Author Q&A with Katherine Barger

Author Q&A with Katherine Barger

Author Q&A with Katherine Barger

A few weeks ago, I got an email about an intriguing book loosely inspired by the Bible stories of Daniel and Nehemiah in a contemporary setting. I’m super fascinated by this concept, so I jumped at the chance to interview Katherine Barger to learn more. I’m sharing that Q&A here today!

First, here’s a little bit about the book, FORTUNE’S FALL.

Fortune's Fall by Katherine Barger

Fortune’s Fall
Katherine Barger
Anaiah Press
Published November 3, 2020

Amazon | Goodreads

While her classmates prepare for elite careers across America, Nyssa Ardelone trains for her secret job as the president’s dream interpreter. But when her mentor lies to the president about the prophecy in his latest dream, Nyssa must figure out why before the lie unravels. What she learns could destroy her own future.

Fearful of a rumored rebellion, the president has launched a gas attack on Nyssa’s hometown, and her mentor lied about the dream to protect the survivors from more harm. When Nyssa learns her parents were injured in the attack, she flees with a stranger sent to steal the antidote—a stranger who claims to know her.

Together, they race to deliver the cure as well as an interpretation of another prophetic dream only Nyssa can provide. But a devastating loss dulls her caution, and she learns too late that not everyone is trustworthy. To survive the president’s deadly pursuit, Nyssa must break every rule she’s ever followed, learning along the way that faith is the only thing that can save her.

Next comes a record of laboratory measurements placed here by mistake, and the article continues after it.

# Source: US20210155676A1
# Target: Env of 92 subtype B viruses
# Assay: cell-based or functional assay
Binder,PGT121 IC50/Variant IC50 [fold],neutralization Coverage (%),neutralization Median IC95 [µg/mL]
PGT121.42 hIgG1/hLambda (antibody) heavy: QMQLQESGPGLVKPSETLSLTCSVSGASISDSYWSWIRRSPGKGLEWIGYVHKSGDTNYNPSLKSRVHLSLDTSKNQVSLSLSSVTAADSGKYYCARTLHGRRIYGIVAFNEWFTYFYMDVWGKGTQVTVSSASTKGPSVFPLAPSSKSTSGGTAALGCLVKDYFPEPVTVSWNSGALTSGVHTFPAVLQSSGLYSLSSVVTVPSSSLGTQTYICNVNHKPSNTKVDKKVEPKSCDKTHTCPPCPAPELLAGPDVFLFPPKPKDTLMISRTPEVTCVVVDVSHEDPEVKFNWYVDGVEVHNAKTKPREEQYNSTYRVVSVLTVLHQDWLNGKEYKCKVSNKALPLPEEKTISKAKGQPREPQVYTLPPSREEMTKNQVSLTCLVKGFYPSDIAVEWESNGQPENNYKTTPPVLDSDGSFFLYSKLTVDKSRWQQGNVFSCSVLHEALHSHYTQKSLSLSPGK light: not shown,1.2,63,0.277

Fortune's Fall on Amazon

Author Q&A with Katherine Barger

Q: What led you to write a story inspired by Daniel and Nehemiah, and why did you choose a modern setting?

A: I’ve always been fascinated with the stories in the Old Testament, and when our pastor did a sermon series on Nehemiah, I went down a million Googled rabbit-holes to learn about the Babylonian exile of the Jews. When I learned that only the elite Jews were exiled to Babylon and everyone else was left behind to fend for themselves, a story began to brew. What if the Jews who were left behind not only survived, but they thrived, waiting somewhere for their ultimate return to Jerusalem?  

My main character in FORTUNE’S FALL was born from that question. A character inspired by Nehemiah – an exile who led the rebuilding of Jerusalem, and Daniel – an exile and dream interpreter to the king. Fortune’s Fall is the futuristic tale of a people exiled to an unfamiliar place, the family and friends they left behind, and a girl’s determination to bring them all back together.

Now, to the question about why I put it in a modern setting. I originally had it set in a fantasy world. But something felt off about the whole thing. It just wasn’t giving me that punch in the gut I wanted. So, I thought “What if I set it in a future America?” I tried it. And it worked.

Q: What’s your favorite thing about Nyssa’s character?

A: I love that her faith journey takes time. I’m a very analytical person, and I definitely relate to her need to ask questions and consider all possible answers and outcomes before making a decision. I loved seeing her grow across the chapters into a more complete version of who she was meant to be.

Q: What do you most hope that readers take away from FORTUNE’S FALL?